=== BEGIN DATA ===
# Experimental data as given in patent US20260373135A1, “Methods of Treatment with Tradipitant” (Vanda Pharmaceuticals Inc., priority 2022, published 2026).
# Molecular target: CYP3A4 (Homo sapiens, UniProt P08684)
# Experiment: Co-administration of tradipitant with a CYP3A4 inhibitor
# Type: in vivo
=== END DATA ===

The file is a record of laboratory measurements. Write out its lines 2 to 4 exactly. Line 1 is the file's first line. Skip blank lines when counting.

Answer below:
# Molecular target: CYP3A4 (Homo sapiens, UniProt P08684)
# Experiment: Co-administration of tradipitant with a CYP3A4 inhibitor
# Type: in vivo